An account of an allotment my grandfather used to have…many years ago.

Our house in Glasgow was an old house. Previous owners had servants , as in one room bells indicating other rooms about the house, were placed on the wall. The occupants prior to our ownership ; was avet. The kitchen was where his consultations and procedures took place: it was decorated black and yellow. The wallpaper was a mixture of vinyll and hessian. Old coal fires were still to the fore and wooden fire surrounds with tiling decoration clung to the walls. This house had a good sized garden, at the foot of which ran a lane. This lane was at the back running the full length of the terrace, it was there to let dustbin men and workmen to access to the rear of the buildings. Beyond the lane fence we looked onto an area titled “The Plots”, this being short for allotments. Plots or Allotments if one wishes to be posh, are a large field area split up into small individual gardens. Perhaps not so small but individual none the less. There was a boom in plots post war years especially for people who lived in room and kitchen flats, in the tenements of Glasgow. My Grandparents lived in Possilpark in a two room flat with a small kitchenette. It was only a ten minute walk from Possilpark to our house so having an allotment was ideal. It could be accessed from the back of our domicile, very handy.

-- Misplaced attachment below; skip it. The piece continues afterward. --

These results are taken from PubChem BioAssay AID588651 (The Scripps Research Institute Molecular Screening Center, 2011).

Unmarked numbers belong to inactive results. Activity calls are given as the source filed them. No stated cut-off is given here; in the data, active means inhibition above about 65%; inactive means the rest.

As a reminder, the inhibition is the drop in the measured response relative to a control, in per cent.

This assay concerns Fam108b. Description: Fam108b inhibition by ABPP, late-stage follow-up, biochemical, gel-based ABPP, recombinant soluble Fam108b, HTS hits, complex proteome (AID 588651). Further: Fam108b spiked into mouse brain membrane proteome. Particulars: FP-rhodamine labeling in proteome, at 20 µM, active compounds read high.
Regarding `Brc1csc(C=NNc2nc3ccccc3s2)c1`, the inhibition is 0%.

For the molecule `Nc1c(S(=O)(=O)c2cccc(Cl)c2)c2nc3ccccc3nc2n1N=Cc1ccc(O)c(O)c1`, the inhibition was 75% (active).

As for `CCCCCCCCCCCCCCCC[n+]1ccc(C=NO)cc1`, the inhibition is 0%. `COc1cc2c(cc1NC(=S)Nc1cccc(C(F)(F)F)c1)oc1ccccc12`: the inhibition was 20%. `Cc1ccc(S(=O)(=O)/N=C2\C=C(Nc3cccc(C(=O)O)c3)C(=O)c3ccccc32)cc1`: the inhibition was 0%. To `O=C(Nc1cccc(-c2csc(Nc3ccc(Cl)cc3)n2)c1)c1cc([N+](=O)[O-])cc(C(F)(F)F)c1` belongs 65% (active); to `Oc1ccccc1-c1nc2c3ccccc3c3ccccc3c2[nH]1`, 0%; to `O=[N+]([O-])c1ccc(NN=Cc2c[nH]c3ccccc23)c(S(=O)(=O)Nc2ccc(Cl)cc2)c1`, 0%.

Grandfather was a keen gardener having been born and brought up in High Banton, a small hamlet nestled in the Kilsyth Hills. In his career he had been a ploughman and a miner, finally becoming a policeman and settling in Possilpark, Glasgow. he loved his plot, spending most of a day working the soil and planting and growing vegetables and flowers. Never mind todays trend for organic produce , back then it was second nature for most.

I remeber yet the musty earthy smell in Grandfathers shed as he sat and had a brew of tea .No flasks in those days he drummed a brew on a little stove with a kettle. The best tea in the universe as we supped on the nectar like contents with Grandfather lighting up, being washed with sunshine. Heady days.

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